COVID-19 & the Sudden Shift to Remote Work
As COVID-19 forces employees to practice social distancing, or even to self-isolate or shelter in place, the ability for employees to work remotely has gone from a luxury to a necessity. However, pivoting quickly to a mostly or fully remote workplace isn’t an easy task, and brings with it unique costs and infrastructure requirements.
The Infrastructure & Costs Required to Effectively Support a Remote Workforce
Your team can only remain productive if they have the tools they need to do their jobs effectively. However, though your employees may be set up for success at the office, you will likely need to make a few infrastructure changes if your company isn’t already set up to support remote work. To help your company transition, and keep your digital assets safe both during and after the shift, you may want to consider consulting with your MSSP (managed security services provider).
If your employees mainly rely on desktops to complete their work, you will either need to permit them to bring those computers home temporarily or provide them with laptops. Laptops are significantly more portable and require less physical space than their desk-bound counterparts. This is particularly beneficial for employees who don’t have home offices and are likely going to find themselves working from their kitchen tables or another mixed-use space.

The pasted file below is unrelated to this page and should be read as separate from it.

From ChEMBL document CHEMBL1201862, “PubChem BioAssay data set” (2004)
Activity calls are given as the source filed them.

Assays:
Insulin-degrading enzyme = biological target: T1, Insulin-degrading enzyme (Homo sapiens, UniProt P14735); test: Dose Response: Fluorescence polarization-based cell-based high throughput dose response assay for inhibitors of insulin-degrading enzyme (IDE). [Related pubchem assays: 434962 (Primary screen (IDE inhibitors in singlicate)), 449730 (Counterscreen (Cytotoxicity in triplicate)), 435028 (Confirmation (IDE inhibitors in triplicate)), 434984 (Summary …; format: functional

Secure Connections & VPNs
Having employees work from home means they will likely need to access company resources (such as internal networks or sensitive files) remotely. To help safeguard your company’s digital assets, you may want to consider providing your employees with secure connections or VPNs.
For more information about secure connections and VPNs, as well as tips for safeguarding your digital assets while employees are working remote, please read our blog post: COVID-19 Demonstrates the Power of Remote Workplaces (But Those Are Not Without Risks).
Leveraging the Cloud